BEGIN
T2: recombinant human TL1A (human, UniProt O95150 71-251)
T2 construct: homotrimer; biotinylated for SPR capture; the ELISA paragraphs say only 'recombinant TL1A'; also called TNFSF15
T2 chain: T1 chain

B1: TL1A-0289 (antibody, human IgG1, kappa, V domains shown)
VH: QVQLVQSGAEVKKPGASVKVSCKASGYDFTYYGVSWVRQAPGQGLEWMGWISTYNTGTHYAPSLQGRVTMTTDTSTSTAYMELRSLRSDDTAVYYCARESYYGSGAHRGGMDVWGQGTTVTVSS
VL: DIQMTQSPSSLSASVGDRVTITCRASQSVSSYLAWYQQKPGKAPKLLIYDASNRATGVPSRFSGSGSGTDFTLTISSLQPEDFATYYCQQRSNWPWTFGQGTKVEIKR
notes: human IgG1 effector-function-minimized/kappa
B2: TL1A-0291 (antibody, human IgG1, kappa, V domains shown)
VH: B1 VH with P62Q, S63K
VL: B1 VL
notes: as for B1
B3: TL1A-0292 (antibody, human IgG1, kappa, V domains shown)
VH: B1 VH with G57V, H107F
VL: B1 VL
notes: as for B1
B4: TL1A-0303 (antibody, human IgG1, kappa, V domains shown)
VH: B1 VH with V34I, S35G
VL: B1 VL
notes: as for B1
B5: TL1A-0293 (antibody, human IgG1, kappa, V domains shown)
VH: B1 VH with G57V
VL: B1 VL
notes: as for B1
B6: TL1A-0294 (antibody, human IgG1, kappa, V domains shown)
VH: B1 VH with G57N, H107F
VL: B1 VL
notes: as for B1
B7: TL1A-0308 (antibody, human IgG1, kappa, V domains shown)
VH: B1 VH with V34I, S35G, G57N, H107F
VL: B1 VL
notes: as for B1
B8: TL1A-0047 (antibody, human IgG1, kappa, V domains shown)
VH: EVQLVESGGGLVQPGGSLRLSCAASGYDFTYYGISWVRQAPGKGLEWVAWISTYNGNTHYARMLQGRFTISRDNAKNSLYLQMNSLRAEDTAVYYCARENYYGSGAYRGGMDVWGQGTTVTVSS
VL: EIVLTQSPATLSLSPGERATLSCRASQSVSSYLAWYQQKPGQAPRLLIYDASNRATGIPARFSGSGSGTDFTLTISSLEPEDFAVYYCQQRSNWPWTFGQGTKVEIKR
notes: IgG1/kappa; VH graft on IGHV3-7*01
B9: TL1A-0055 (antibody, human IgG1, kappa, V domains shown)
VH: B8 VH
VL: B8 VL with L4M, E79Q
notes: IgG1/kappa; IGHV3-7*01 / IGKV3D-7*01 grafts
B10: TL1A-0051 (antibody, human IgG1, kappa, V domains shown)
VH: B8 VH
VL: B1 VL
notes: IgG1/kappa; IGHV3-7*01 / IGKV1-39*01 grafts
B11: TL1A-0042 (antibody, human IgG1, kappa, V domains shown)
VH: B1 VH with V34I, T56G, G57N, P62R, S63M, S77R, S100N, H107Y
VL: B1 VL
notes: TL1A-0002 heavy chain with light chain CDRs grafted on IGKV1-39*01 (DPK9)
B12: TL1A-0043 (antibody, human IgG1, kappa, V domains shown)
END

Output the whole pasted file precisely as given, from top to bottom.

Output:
T2: recombinant human TL1A (human, UniProt O95150 71-251)
T2 construct: homotrimer; biotinylated for SPR capture; the ELISA paragraphs say only 'recombinant TL1A'; also called TNFSF15
T2 chain: T1 chain

B1: TL1A-0289 (antibody, human IgG1, kappa, V domains shown)
VH: QVQLVQSGAEVKKPGASVKVSCKASGYDFTYYGVSWVRQAPGQGLEWMGWISTYNTGTHYAPSLQGRVTMTTDTSTSTAYMELRSLRSDDTAVYYCARESYYGSGAHRGGMDVWGQGTTVTVSS
VL: DIQMTQSPSSLSASVGDRVTITCRASQSVSSYLAWYQQKPGKAPKLLIYDASNRATGVPSRFSGSGSGTDFTLTISSLQPEDFATYYCQQRSNWPWTFGQGTKVEIKR
notes: human IgG1 effector-function-minimized/kappa
B2: TL1A-0291 (antibody, human IgG1, kappa, V domains shown)
VH: B1 VH with P62Q, S63K
VL: B1 VL
notes: as for B1
B3: TL1A-0292 (antibody, human IgG1, kappa, V domains shown)
VH: B1 VH with G57V, H107F
VL: B1 VL
notes: as for B1
B4: TL1A-0303 (antibody, human IgG1, kappa, V domains shown)
VH: B1 VH with V34I, S35G
VL: B1 VL
notes: as for B1
B5: TL1A-0293 (antibody, human IgG1, kappa, V domains shown)
VH: B1 VH with G57V
VL: B1 VL
notes: as for B1
B6: TL1A-0294 (antibody, human IgG1, kappa, V domains shown)
VH: B1 VH with G57N, H107F
VL: B1 VL
notes: as for B1
B7: TL1A-0308 (antibody, human IgG1, kappa, V domains shown)
VH: B1 VH with V34I, S35G, G57N, H107F
VL: B1 VL
notes: as for B1
B8: TL1A-0047 (antibody, human IgG1, kappa, V domains shown)
VH: EVQLVESGGGLVQPGGSLRLSCAASGYDFTYYGISWVRQAPGKGLEWVAWISTYNGNTHYARMLQGRFTISRDNAKNSLYLQMNSLRAEDTAVYYCARENYYGSGAYRGGMDVWGQGTTVTVSS
VL: EIVLTQSPATLSLSPGERATLSCRASQSVSSYLAWYQQKPGQAPRLLIYDASNRATGIPARFSGSGSGTDFTLTISSLEPEDFAVYYCQQRSNWPWTFGQGTKVEIKR
notes: IgG1/kappa; VH graft on IGHV3-7*01
B9: TL1A-0055 (antibody, human IgG1, kappa, V domains shown)
VH: B8 VH
VL: B8 VL with L4M, E79Q
notes: IgG1/kappa; IGHV3-7*01 / IGKV3D-7*01 grafts
B10: TL1A-0051 (antibody, human IgG1, kappa, V domains shown)
VH: B8 VH
VL: B1 VL
notes: IgG1/kappa; IGHV3-7*01 / IGKV1-39*01 grafts
B11: TL1A-0042 (antibody, human IgG1, kappa, V domains shown)
VH: B1 VH with V34I, T56G, G57N, P62R, S63M, S77R, S100N, H107Y
VL: B1 VL
notes: TL1A-0002 heavy chain with light chain CDRs grafted on IGKV1-39*01 (DPK9)
B12: TL1A-0043 (antibody, human IgG1, kappa, V domains shown)